David Rawlings is an award-winning South Australian author who asks deep questions in his novels. He writes modern-day parables – stories that lift the lid on life and allow God to whisper to us all. Stories about how we deal with this thing called life. Stories wrapped around values we can identify with and desperately need.
While David has been writing corporately for nearly 30 years, his debut novel – The Baggage Handler – won the 2019 Christy Award for Best First Novel. His second novel – The Camera Never Lies – focuses on honesty in relationships and is now available and Where the Road Bends – a novel based finding yourself while lost in outback Australia – is available for pre-order. Why not take an outback holiday during your time sheltering at home?
He is published through the Thomas Nelson imprint of HarperCollins Christian Publishing in the USA. You can read excerpts of David’s books at www.davidrawlings.com.au and also connect in the usual social places of Facebook and Instagram.
Finding Your Voice might seem to be more suited to a singing class than a writing competition. But, your voice is what distinguishes your story from every other story on the planet, and makes it worth telling.
Your voice is not something mythical or hard to find. In this ten-minute video, Pete Court, Creative Writing lecturer at Tabor, gives us practical steps on how to find our voice.
Pete read several examples from our 2017 anthology, The GeckoRenewal. These stories were also selected for broadcast over 1079 Life over the Australian summer of 2017/18. You can listen to their entire story below, which is a great way to experience each writer’s voice.‘An Unlikely Rescuer’ by Amy Ireland
Think of who one other person present at the event. How would your story differ from his or her recount of that event? This would include details you noticed and emotions you experienced. (If there was no one else present, put an imaginary friend, or even your dog, at the scene.)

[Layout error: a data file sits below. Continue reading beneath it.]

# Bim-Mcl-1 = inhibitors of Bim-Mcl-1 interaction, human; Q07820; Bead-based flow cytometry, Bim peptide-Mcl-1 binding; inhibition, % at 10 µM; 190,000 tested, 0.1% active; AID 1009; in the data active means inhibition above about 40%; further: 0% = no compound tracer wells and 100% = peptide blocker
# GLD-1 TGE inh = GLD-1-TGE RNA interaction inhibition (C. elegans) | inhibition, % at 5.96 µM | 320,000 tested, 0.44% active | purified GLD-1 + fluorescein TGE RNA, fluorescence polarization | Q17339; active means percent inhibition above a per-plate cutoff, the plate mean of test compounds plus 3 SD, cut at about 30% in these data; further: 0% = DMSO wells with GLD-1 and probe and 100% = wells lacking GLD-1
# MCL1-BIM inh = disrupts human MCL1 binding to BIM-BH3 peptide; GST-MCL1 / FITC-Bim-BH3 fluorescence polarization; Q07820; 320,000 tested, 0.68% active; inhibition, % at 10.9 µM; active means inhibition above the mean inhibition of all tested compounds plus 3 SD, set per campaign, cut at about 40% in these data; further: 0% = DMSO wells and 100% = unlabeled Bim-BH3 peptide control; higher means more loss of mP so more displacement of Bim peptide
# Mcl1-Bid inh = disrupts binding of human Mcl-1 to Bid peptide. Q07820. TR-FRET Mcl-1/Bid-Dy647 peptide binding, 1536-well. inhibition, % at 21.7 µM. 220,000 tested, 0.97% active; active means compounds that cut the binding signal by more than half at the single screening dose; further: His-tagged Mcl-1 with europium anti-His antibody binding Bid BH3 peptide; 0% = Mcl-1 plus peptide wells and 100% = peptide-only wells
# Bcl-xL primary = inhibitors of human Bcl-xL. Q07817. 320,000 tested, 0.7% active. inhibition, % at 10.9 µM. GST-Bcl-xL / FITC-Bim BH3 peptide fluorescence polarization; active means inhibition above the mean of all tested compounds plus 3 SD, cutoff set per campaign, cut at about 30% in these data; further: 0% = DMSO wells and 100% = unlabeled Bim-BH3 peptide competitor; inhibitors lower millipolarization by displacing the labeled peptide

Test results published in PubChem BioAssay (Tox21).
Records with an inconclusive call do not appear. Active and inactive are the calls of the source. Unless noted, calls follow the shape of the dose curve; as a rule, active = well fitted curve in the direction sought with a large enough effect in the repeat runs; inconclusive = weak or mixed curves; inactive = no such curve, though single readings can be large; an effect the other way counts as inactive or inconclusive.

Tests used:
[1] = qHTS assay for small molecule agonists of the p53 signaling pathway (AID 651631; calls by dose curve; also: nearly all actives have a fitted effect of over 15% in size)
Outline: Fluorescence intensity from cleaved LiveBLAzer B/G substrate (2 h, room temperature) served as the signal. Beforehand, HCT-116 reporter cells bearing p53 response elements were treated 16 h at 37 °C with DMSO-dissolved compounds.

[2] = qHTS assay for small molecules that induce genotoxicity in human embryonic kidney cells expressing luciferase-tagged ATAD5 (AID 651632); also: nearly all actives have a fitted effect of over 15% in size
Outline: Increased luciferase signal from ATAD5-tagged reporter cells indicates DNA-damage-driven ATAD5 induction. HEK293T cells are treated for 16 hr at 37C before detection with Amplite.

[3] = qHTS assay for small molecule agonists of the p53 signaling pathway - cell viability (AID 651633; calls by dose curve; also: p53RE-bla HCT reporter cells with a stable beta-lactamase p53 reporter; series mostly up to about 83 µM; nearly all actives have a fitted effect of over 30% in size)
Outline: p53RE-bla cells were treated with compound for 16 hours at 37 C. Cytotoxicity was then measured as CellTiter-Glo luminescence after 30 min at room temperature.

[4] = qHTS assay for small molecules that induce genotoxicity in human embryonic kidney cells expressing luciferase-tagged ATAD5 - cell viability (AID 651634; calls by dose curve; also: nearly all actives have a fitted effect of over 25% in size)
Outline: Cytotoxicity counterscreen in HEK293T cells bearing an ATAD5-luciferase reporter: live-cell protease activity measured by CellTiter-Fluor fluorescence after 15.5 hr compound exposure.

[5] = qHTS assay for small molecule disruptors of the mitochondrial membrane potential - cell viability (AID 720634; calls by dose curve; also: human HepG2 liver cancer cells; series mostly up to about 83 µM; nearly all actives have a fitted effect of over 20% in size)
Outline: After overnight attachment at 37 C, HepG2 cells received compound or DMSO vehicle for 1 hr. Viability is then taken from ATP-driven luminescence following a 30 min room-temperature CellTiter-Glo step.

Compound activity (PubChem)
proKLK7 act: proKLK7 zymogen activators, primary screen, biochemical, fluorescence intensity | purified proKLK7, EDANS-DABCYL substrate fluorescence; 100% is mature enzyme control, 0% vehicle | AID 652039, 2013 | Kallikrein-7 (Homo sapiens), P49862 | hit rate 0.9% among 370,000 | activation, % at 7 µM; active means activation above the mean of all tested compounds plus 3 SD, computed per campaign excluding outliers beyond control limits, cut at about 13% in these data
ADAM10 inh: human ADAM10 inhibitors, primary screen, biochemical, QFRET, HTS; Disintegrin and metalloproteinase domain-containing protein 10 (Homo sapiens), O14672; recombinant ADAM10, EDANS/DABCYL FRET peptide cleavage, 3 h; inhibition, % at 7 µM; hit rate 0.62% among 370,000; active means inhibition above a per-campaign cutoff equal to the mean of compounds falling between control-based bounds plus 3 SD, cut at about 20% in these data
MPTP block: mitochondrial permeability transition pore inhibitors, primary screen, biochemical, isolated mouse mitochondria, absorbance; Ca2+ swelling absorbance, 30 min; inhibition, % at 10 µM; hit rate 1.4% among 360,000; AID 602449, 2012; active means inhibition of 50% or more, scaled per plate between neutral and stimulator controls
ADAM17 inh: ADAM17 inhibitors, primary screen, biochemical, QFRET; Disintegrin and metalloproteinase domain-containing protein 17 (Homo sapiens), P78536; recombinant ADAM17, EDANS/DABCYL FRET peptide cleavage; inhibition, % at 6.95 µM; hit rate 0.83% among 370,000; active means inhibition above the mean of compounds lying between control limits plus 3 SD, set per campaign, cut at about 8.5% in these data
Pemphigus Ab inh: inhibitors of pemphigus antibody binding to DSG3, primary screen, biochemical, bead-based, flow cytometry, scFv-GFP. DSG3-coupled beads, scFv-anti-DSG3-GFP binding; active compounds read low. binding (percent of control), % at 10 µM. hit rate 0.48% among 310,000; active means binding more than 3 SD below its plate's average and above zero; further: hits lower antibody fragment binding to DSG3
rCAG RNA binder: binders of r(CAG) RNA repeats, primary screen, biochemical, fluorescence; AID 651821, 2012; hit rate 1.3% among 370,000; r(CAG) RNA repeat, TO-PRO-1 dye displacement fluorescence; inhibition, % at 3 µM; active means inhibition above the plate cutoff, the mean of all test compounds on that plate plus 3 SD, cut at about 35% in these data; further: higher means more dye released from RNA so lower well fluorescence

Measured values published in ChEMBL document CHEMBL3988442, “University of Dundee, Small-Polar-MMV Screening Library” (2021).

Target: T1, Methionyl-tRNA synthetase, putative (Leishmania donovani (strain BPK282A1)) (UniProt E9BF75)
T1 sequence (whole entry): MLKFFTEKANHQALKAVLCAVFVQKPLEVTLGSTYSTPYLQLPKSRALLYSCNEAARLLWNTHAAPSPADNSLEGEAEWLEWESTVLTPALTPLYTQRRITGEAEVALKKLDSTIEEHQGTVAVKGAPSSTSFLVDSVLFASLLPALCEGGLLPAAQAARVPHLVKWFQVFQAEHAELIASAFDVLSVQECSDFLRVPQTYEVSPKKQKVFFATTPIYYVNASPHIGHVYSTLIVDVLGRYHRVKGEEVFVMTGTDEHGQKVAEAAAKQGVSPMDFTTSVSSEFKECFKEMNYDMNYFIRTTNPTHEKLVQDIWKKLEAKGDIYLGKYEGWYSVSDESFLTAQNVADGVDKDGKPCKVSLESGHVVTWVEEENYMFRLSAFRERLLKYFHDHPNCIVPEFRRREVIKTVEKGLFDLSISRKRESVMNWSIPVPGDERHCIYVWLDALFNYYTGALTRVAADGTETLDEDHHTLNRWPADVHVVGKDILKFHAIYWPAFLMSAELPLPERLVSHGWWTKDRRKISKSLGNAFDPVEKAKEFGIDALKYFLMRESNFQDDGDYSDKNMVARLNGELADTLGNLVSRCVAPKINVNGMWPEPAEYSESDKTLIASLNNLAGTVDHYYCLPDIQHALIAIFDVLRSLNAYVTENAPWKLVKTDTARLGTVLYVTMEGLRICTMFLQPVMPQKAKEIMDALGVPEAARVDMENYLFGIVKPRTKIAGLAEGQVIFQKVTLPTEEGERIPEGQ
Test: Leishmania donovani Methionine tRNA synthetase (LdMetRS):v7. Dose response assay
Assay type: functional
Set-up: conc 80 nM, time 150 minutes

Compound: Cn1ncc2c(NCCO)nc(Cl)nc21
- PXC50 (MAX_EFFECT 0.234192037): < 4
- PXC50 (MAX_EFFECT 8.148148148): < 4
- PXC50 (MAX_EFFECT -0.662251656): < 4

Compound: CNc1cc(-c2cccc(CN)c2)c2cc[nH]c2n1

What is the feeling you want to convey?
Which parts of your story convey that feeling? Expand on it and see if it improves the story.
Which parts of your story do not contribute to that feeling? Remove it and see if it improves the story.
Read the modified story out loud to check if it makes sense and reads smoothly. Adjust as necessary – wow, there you have it. A story told in your unique voice! Well done.
Will our 2020 anthology have your story in it? We hope so. Keep up with our writing videos in order to get your Story of Life submission ready for Feedback Month in June – personalized feedback on your story draft before submission closes on 31 July. (Details to follow. No fee for requesting feedback.)
Last year, Claire Watson’s story, Arise, was published in our 2019 anthology, Papa’s Shoes and other Stories of Life.
We asked Claire to tell us the background to her story, and this how she replied.
‘As a child I loved reading and writing, but better job prospects within science and health led me away from the arts. My love for words remained dormant while I pursued a career in physiotherapy, but began to trickle back when God interrupted my plans and directed me towards full-time service within The Salvation Army.
Life in the Watson household was full and happy when we received the shock that our third child, and only daughter, had a rare and incurable disease. I began to record some of my thoughts on paper, and a book began to take shape following Hannah’s death in April 2014. When I realised I was ill-equipped to edit and publish it, I enrolled in the Creative Writing Course at Tabor College. The quality teaching and regular encouragement I received empowered me to publish my memoir through The Salvation Army.